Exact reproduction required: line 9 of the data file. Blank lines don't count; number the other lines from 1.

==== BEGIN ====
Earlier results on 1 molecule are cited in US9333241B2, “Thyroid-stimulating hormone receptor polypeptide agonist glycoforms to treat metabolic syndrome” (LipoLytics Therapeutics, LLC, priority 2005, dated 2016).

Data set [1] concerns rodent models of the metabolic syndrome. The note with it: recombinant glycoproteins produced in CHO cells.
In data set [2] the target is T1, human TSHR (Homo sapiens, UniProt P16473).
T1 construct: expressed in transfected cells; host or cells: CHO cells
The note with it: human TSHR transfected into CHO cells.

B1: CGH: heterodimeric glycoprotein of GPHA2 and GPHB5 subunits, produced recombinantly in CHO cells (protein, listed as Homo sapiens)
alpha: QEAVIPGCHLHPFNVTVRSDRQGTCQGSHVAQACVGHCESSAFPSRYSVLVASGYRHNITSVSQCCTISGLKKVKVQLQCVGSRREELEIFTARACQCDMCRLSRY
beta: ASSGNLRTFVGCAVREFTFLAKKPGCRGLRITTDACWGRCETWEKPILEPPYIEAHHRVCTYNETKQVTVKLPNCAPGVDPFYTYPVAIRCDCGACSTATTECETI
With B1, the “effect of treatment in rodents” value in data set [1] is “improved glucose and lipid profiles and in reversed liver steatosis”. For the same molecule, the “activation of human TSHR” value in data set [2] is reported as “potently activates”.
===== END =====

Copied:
With B1, the “effect of treatment in rodents” value in data set [1] is “improved glucose and lipid profiles and in reversed liver steatosis”. For the same molecule, the “activation of human TSHR” value in data set [2] is reported as “potently activates”.